clerezza-dev mailing list archives

Site index · List index
Message view « Date » · « Thread »
Top « Date » · « Thread »
From Reto Gmür <>
Subject Versions in release branch and release process.
Date Mon, 07 Jul 2014 15:36:28 GMT
Hi all,

Unfortunately I had some troubles with the release plugin so the versions
in the release branch are at the release version rather than at the
SNAPSHOT version.

I don't see an easy way to update all release versions to the next
snapshot, I've asked for help here:
However, we could solve the concrete problem (updating to SNAPSHOT) by
changing all module versions to 1.0.0-SNAPSHOT. This would allow for
semantic versioning, i.e updated not changing the API increase the patch
version (making it 1.0.1), update changing the API but maintaining
compatibility (this is a bit fuzzy) increase the minor version (i.e. 1.1.0)
and updates breaking compatibility would increase the major version (i.e.

Independently of this question I think we should re-discus the release
process. I consider the release process as it is now as problematic for the
following reasons:
1.    When releasing a module we can either release all dependent modules
as well or move the dependencies back to the last released version. With
the first approach we end up releasing modules that did not change, with
the latter we have to make sure that there was indeed no relevant change in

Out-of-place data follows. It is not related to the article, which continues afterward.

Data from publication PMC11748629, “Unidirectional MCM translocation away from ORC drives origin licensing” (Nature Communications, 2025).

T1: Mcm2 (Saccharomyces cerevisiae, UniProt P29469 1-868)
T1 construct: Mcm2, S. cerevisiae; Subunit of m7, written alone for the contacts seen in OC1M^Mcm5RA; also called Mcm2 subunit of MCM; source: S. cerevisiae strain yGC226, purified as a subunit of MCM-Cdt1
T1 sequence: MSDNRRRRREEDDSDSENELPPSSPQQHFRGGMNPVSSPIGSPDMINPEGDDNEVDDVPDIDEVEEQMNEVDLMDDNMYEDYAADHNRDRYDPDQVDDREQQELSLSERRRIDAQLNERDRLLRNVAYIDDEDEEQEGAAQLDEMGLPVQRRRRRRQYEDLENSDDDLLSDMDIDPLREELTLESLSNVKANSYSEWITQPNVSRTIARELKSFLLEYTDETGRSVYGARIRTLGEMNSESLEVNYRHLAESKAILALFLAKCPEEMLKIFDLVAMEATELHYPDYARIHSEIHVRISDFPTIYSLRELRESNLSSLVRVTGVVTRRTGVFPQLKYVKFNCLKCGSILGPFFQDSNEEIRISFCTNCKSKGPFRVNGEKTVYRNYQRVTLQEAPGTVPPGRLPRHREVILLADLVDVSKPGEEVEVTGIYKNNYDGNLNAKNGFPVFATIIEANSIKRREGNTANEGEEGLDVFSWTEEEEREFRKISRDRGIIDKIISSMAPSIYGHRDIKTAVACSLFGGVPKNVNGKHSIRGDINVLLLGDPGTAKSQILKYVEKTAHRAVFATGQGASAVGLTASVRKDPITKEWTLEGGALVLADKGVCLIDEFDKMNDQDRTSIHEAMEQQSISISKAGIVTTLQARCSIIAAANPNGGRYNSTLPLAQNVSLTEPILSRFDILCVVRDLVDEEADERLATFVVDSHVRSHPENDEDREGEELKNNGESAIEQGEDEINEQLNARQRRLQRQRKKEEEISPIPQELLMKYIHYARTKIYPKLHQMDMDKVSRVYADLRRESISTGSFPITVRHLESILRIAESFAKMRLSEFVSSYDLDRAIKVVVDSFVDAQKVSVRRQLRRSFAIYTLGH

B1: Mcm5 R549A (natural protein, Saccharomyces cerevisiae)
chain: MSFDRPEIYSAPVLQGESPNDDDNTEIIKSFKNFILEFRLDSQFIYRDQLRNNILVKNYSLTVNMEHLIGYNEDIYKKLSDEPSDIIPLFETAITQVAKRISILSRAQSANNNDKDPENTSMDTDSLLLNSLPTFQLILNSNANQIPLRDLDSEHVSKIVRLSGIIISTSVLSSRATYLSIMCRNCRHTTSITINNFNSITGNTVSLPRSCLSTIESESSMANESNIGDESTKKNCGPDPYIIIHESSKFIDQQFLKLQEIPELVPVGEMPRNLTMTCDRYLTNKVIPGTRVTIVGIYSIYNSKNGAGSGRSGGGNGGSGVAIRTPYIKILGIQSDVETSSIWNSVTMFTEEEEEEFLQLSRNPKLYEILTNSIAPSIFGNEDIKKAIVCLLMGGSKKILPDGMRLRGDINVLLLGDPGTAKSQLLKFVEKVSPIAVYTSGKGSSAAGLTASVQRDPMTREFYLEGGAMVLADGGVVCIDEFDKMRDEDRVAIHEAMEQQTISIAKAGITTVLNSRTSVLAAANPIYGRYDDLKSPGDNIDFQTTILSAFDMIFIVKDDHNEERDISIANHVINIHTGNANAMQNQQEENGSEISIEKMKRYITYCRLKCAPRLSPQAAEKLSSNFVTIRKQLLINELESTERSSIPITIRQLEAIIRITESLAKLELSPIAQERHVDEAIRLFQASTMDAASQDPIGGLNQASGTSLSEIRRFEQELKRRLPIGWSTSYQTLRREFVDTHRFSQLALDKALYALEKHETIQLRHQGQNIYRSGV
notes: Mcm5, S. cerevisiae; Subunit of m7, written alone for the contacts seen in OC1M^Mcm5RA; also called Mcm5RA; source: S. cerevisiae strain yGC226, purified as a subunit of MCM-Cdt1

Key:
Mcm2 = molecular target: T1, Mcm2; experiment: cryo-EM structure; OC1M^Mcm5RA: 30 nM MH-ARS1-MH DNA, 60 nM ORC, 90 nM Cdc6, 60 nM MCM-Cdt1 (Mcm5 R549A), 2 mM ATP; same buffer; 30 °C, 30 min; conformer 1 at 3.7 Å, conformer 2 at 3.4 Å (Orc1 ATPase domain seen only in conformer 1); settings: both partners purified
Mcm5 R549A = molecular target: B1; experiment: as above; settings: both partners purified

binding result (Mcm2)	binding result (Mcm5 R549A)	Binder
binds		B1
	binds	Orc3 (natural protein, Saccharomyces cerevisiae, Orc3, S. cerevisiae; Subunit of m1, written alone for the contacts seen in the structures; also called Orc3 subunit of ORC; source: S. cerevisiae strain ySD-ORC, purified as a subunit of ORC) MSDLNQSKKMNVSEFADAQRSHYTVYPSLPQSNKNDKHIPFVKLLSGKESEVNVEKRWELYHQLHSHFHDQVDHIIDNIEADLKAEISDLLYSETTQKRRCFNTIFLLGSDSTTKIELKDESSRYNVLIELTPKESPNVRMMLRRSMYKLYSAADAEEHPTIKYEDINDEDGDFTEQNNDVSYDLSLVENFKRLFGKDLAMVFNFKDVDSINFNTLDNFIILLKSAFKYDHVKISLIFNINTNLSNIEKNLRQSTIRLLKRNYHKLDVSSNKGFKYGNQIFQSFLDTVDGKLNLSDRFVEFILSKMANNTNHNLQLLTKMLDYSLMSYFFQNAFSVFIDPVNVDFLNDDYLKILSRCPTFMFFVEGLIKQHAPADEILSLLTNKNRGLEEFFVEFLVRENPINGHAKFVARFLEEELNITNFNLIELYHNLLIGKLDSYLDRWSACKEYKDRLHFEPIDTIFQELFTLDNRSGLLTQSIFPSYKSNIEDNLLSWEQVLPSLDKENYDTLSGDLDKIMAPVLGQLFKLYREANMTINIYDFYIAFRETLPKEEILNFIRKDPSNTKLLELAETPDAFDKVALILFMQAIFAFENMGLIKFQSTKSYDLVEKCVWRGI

the module or in any other module reached via this dependency.
2.    When releasing multiple modules, those modules that are not part of
the release have to be removed from reactor and deleted in the release
branch, otherwise they will be part of the source-zip. As after the release
we want to merge back the changes to the version number to master, we have
to do a complicated selective merge as we don’t want to merge back the
removal of modules nor the downgrading of dependencies.

We should change our release process so that:
-    Releasing is easy and straight forward
-    We release more often

To avoid the first problem with the release process we could depend on
released versions instead of SNAPSHOT versions. This would shift the
responsibility to update dependencies to the master branch. There we could
opt for different policies:
A.    When any change to a module is made, all dependent modules must be
updated. I.e. they have to be changed to depend on the SNAPSHOT version and
of course the code has to be modified to work against the changed API.
B.    Like A but only for incompatible changes
C.    Dependent modules may be updated but there is no obligation to do so.
However when the update of the dependent modules can be done automatically
(IDE refactoring feature) developers are encouraged to do so.

Variant A is the closes to what we have. When the whole reactor is built
every module depends on the version in the reactor, the novelty is that
when there was no change since the last release it depends on the released
version. The same applies to the launchers which always run the latest code.
Variant B relaxes things a bit, for compatible changes there’s no need to
update all dependencies. For example if a method is made more performant